Tick here to confirm you haven’t read this

by | May 13, 2014 | Another bunch of people who will now hate my guts, Data Protection | 2 comments

Every now and again, I have an argument on Twitter with Eduardo Ustaran, Head of Privacy and Information Law at everyone’s favourite law firm Field Fisher Waterhouse (for some reason, I can hear John Williams’ ‘Imperial March’ playing somewhere). Ustaran believes consent is unsuited to the world that we’re living in now, and that for privacy laws to work effectively, different methods are needed to regulate and protect data. I think that consent is just fine, and the problem is that some organisations don’t like obtaining consent because people say no.

It’s obviously a matter of opinion as to whether privacy has to adjust to needs of the digital world, or whether the digital world has to make concessions to privacy. However, there is a point on which I am certain Ustaran is wrong. He’s far from being the only person who says it (I’ve even heard senior people at the ICO trot out the same nonsense despite what their own guidance says, and Which? do it all the time), but Ustaran is a highly respected figure in the Data Protection and Privacy world, and his views carry weight. Therefore, I think it’s necessary to challenge them. In conversation with someone else, but using the all important . at the start of his tweet to declare “hey all of my followers, come see this thing I am saying”, Ustaran said this:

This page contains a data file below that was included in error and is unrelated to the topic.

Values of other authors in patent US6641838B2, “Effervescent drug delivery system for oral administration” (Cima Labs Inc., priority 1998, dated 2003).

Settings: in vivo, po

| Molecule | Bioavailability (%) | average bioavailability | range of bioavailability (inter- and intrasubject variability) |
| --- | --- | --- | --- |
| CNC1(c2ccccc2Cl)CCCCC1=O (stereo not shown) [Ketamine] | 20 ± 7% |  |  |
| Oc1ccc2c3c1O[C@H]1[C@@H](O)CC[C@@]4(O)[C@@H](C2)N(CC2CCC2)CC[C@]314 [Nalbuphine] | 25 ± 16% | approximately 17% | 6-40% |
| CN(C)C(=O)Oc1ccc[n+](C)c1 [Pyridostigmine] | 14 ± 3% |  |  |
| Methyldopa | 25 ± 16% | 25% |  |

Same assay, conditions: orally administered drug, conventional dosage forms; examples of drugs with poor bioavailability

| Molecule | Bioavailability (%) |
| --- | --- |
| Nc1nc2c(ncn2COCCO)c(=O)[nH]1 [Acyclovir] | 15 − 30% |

You nailed it. Consent can technically be “obtained” even when people are unaware, but transparency seeks awareness.

You can’t give consent without knowing it, Eduardo. No. No, you can’t. Whatever the above scenario is, whatever the organisations who have a pre-ticked box on their website saying ‘I have read your 47 page privacy policy’ think they’ve got, consent isn’t it. If the law asked for meaningless tick box gestures, it would be fine, but it doesn’t.

Instead, the EU Data Protection Directive sets out a strict test for consent. To use consent as the justification for using, sharing or selling personal data, the organisation must have a ‘freely given, specific and informed indication’ of the subject’s wishes. This is a high bar to clear.  You must have had a genuine choice (freely given), you must know what you’re agreeing to (informed), you must have agreed to something that has been properly defined (specific), and you must have done something active (indication). It’s entirely possible to do this without a tick box, but a tick box itself is nothing. There is no question that this makes life difficult for those who don’t have legal powers, obligations or contractual requirements. It makes the private sector’s ability to use data for purposes beyond those necessary for delivering a product or service quite tricky.  This is why, years ago, the Information Commissioner’s old Legal Guidance to the Data Protection Act effectively told Data Controllers that consent was a last resort:

The Commissioner’s view is that consent is not particularly easy to achieve and that data controllers should consider other conditions in Schedule 2… before looking at consent